The rewards of working here are immense. I've had the opportunity to become a better judge than ever before. Part of it is having time to do the work properly -- when I preside over a settlement conference, I can take the time necessary to help the parties resolve their disputes, and when I hear a case, I know I can consider the facts and the law without a Chief Judge breathing down my neck to get on with it and take the next case. Mostly, though, it's knowing that I am part of a team with genuine concern for the community and the individuals who live in it.
Ultimately, judges in big and small communities serve an institution and a concept of justice we believe are central to our American ideals. I am proud to have been a part of the judiciary and I'm proud to be able to serve it still.
Glenna Hall, a retired superior court judge and mediator,
lives on San Juan Island, Washington.
James Fallows is a national correspondent for The Atlantic and has written for the magazine since the late 1970s. He has reported extensively from outside the United States and once worked as President Carter's chief speechwriter. His latest book is China Airborne.
On “Back to Back Freestyle” and “Charged Up,” the rapper forgoes the high road in his beef with Meek Mill.
Once upon a time, Drake made a vow of silence. “Diss me, you'll never hear a reply for it,” he said on “Successful,” the 2009 song in which the Toronto rapper correctly predicted he’d soon be superwealthy. This week, Drake has broken his vow twice over, a fact about which he seems conflicted. “When I look back,” he says on the new track “Back to Back Freestyle,” “I might be mad that I gave this attention.”
“This” is the beef started by the 28-year-old Philadelphia rapper Meek Mill, who recently tweeted accusations that Drake doesn’t write his own material. Depending on who you talk to or how you look at it, this is either a big deal or no deal at all. On Instagram, Lupe Fiasco had a good take: “Ghostwriting, or borrowing lines, or taking suggestions from the room has always been in rap and will always be in rap. It is nothing to go crazy over or be offended about unless you are someone who postures him or herself on the importance of authenticity and tries to portray that quality to your fans or the public at large. Then we might have a problem.”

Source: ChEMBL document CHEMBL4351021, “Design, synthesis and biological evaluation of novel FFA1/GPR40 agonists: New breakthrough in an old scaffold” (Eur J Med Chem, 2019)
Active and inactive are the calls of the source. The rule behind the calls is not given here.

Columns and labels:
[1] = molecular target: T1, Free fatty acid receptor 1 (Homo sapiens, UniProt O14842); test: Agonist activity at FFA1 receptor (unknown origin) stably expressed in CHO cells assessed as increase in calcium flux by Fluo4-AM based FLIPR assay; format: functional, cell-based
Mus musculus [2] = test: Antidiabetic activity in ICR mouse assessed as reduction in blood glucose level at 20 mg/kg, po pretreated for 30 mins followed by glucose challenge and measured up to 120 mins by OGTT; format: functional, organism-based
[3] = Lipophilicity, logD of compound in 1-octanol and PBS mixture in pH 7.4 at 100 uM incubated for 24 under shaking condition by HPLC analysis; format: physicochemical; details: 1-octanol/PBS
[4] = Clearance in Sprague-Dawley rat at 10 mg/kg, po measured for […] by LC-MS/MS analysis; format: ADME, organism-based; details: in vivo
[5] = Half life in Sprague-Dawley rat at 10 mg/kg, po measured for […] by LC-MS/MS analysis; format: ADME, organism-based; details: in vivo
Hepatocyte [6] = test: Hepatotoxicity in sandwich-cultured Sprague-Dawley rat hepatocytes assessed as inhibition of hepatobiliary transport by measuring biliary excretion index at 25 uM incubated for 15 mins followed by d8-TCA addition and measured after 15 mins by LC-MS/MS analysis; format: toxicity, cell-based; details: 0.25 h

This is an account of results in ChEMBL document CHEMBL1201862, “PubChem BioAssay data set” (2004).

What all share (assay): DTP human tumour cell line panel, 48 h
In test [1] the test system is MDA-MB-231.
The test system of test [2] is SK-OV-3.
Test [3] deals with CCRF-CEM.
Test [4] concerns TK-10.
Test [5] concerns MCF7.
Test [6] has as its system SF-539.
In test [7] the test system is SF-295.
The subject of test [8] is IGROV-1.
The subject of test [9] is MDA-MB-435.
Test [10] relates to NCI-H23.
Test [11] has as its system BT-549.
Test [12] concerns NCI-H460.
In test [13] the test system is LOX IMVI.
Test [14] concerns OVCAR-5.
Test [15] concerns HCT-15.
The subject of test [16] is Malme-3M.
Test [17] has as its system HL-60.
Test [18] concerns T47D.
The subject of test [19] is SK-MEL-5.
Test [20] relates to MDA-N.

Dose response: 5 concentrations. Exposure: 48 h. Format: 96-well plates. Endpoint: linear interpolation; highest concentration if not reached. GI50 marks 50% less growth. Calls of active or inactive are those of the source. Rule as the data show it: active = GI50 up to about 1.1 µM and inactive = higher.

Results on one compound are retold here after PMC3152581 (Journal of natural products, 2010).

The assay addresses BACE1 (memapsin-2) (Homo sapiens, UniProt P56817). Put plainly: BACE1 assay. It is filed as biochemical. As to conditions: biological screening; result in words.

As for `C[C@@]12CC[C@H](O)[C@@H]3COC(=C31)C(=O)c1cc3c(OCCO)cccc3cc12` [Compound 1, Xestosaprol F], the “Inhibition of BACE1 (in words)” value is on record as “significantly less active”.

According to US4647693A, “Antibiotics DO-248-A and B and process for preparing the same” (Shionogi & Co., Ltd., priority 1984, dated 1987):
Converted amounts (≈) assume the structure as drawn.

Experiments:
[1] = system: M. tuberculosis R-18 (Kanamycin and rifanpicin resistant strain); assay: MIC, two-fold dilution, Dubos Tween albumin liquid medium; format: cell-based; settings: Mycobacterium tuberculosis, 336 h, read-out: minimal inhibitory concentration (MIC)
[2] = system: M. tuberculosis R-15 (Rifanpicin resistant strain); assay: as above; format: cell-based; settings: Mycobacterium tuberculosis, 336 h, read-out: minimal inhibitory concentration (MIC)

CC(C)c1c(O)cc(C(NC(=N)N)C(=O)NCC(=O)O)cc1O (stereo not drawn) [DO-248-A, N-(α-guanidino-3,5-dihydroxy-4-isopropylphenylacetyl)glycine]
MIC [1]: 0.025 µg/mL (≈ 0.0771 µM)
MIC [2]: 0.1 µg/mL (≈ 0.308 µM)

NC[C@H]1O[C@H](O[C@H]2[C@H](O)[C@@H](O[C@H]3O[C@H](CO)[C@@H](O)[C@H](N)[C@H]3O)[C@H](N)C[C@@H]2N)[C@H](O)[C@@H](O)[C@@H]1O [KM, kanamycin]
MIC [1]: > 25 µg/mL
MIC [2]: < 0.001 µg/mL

Even when they’re adopted, the children of the wealthy grow up to be just as well-off as their parents.
Lately, it seems that every new study about social mobility further corrodes the story Americans tell themselves about meritocracy; each one provides more evidence that comfortable lives are reserved for the winners of what sociologists call the birth lottery. But, recently, there have been suggestions that the birth lottery’s outcomes can be manipulated even after the fluttering ping-pong balls of inequality have been drawn.
What appears to matter—a lot—is environment, and that’s something that can be controlled. For example, one study out of Harvard found that moving poor families into better neighborhoods greatly increased the chances that children would escape poverty when they grew up.
While it’s well documentedthat the children of the wealthy tend to grow up to be wealthy, researchers are still at work on how and why that happens. Perhaps they grow up to be rich because they genetically inherit certain skills and preferences, such as a tendency to tuck away money into savings. Or perhaps it’s mostly because wealthier parents invest more in their children’s education and help them get well-paid jobs. Is it more nature, or more nurture?
The Islamic State is no mere collection of psychopaths. It is a religious group with carefully considered beliefs, among them that it is a key agent of the coming apocalypse. Here’s what that means for its strategy—and for how to stop it.
What is the Islamic State?
Where did it come from, and what are its intentions? The simplicity of these questions can be deceiving, and few Western leaders seem to know the answers. In December, The New York Times published confidential comments by Major General Michael K. Nagata, the Special Operations commander for the United States in the Middle East, admitting that he had hardly begun figuring out the Islamic State’s appeal. “We have not defeated the idea,” he said. “We do not even understand the idea.” In the past year, President Obama has referred to the Islamic State, variously, as “not Islamic” and as al-Qaeda’s “jayvee team,” statements that reflected confusion about the group, and may have contributed to significant strategic errors.